“Lift every voice and sing.”
The words of the Negro anthem resonated in the auditorium at Stocks Elementary School Thursday afternoon, from the mouths of the Edgecombe County High School Gospel Choir. The program marked the end of Stocks’ month long black history celebration.
The performance ended with group founder Kristian Herring lending his powerful vocals to the song “Total Praise.”
“Lord, I will lift my eyes to the hills, Knowing my help is coming from You,” the choir sang.
“The music that’s written to it is just so classic, so calming. The message is one of praise, adoration to God,” Herring said. “It’s become a popular anthem in African American churches.” Richard Smallwood is the original songwriter.
“It talks about how you lift your hands in total praise to God and being grateful for opportunities to do whatever you’re supposed to be doing,” Tony Suggs, group advisor, said.
The 50-member high-school choral group’s calling is singing. One of those group members is Juwahn Anderson, a student at Edgecombe Community College who joined the choir as a student athlete at Tarboro High School. His favorite choral song is “He Reigns.”
“It talks about Jesus dying but how He reigns still,” Anderson said. “It’s an upbeat song, fast tempo. It lifts your spirit.”
Anderson said he believes the group’s performance taught the Stocks students “how to believe in something, believe in God.”
“There’s something out there other than what they see in everyday life,” Anderson said. Another spiritual selection the group performed Thursday was “Ezekial Saw the Will.”
“The Negro spirituals take you back to slavery times,” Suggs said.
“Sad” is the way that songs like “Ezekial Saw the Will” make first grader Zy’Nyiah Jones feel.
On the other hand, first grader Jozarra Pettaway said she felt happy because “they were singing gospel music.” She leaned her body in a backward motion to illustrate her favorite part of the program – when the choir swayed to the beat of the music.
“There’s a lot of choreography in everything that we do,” Suggs said.
“It made me feel good. I just liked their music,” said Haley Driver, a first grader. She said her
favorite song was “the one where they kept getting higher (pitched) and they were in a circle (in ‘Ezekial Saw the Will.’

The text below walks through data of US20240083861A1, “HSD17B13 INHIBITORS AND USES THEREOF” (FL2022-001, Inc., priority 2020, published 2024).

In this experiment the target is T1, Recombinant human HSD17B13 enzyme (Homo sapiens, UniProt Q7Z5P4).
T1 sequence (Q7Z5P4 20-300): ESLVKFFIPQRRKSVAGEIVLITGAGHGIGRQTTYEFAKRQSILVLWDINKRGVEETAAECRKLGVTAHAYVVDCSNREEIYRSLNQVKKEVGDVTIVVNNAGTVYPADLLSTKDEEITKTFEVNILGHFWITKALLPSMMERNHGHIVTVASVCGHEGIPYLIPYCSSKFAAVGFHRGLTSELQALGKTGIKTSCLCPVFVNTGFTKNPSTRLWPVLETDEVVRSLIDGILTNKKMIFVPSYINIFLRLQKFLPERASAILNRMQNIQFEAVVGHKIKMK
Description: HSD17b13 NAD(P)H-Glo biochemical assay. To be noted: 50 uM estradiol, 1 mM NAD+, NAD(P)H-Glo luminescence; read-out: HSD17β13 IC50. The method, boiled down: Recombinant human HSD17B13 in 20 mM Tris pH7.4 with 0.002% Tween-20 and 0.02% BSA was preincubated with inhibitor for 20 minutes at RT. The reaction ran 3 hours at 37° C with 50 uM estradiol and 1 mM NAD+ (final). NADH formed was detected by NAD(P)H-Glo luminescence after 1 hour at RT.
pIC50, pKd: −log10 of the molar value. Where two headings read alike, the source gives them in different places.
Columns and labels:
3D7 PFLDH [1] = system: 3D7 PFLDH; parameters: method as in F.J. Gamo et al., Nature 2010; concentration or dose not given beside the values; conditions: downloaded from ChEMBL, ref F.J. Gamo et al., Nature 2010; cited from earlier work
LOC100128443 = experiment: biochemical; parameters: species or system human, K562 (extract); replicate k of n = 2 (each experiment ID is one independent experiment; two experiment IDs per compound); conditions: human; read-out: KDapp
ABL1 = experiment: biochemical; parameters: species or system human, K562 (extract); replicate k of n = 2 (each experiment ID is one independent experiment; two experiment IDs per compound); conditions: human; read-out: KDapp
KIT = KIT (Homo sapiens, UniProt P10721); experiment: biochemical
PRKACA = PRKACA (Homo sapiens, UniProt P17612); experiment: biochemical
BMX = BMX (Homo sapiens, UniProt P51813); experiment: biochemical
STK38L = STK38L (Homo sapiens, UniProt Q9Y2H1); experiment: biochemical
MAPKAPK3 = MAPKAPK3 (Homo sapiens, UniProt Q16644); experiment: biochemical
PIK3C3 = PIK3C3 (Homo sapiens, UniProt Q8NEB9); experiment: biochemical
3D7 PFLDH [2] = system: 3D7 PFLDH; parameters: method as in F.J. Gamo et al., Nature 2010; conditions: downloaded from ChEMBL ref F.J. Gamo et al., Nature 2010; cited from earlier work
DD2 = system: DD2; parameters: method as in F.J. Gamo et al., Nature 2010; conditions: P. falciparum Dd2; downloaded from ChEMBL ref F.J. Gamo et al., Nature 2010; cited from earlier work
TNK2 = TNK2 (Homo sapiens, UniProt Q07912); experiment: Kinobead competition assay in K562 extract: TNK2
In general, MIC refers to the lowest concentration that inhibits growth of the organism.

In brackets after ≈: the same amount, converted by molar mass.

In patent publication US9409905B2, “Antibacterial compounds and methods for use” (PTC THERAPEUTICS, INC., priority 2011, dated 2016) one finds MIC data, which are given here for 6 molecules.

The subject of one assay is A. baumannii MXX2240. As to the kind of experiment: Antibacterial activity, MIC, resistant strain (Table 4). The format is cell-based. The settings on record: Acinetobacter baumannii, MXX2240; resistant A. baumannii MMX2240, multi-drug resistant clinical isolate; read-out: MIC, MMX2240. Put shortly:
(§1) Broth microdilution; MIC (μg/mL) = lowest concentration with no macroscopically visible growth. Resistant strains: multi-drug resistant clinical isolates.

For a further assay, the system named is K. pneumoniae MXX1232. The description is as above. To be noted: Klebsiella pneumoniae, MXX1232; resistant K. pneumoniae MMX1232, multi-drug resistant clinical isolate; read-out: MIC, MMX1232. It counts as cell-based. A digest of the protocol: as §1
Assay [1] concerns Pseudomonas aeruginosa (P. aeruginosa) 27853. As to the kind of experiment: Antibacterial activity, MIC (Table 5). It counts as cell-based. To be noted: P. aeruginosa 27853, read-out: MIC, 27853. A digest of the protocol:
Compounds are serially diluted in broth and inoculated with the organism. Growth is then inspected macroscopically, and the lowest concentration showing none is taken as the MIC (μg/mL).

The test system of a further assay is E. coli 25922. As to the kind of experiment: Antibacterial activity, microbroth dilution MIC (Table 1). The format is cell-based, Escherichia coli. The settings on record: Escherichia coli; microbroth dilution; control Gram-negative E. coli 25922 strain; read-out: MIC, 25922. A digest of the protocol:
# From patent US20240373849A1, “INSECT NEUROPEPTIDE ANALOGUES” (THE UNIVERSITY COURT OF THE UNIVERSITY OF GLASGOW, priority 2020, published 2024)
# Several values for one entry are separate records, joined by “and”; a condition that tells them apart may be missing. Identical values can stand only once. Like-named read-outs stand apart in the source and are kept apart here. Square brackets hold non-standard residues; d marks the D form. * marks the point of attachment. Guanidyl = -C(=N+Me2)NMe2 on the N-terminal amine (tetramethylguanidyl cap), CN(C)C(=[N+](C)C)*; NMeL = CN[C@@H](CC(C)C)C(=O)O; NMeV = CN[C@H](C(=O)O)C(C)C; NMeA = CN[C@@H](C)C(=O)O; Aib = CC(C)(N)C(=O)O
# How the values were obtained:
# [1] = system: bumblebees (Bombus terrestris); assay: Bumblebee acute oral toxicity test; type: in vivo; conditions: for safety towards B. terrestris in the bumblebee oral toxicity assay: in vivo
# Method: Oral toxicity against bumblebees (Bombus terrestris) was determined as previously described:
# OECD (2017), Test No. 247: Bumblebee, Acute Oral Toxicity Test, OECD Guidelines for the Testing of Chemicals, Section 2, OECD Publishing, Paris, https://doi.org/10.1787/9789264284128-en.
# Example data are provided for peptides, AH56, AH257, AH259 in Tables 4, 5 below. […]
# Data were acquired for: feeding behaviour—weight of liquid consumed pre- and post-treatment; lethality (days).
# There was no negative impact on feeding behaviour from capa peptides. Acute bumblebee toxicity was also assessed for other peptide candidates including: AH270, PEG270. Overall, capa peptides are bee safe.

At the end of the performance, Stephanie Alston, principal at Stocks, said she didn’t think it was possible for the group to sound any better than they did the last time she heard them, but they did.
“I was absolutely amazed when I first saw them at a pageant. They were so coordinated and so poise and their voice range,” Alston said. The message that the group conveyed to the audience is one of artistic interpretation.
“Singing is like a second language,” Suggs said.
Herring started the choir 20 years ago as a sophomore in high school. Now, he is the assistant principal of SouthWest Edgecombe High School.
Herring said the group, comprised of members from all four county high schools, is a “chance to build camaraderie amongst the schools” and an opportunity for artistically inclined students.
“The majority of them are not athletes. Some of them aren’t straight ‘A’ students. It gives them that outlet. Otherwise they wouldn’t have that chance to express themselves,” Herring said.
“It’s an avenue, it’s a refuge. This is the one place they belong. It starts changing their lives,” Suggs said.
“Lift every voice and sing.”
The Rev. Brooks Wadsworth, pastor of Robersonville Baptist Church in Robersonville, is surrounded by children during his recent mission trip to the Phillipines. Wadsworth is one of seven members of Rescue 24/N.C. Baptist Disaster Relief response team that assisted with the recovery of the typhoon that devastated Tacloban City in the Phillipines. Photo Submitted
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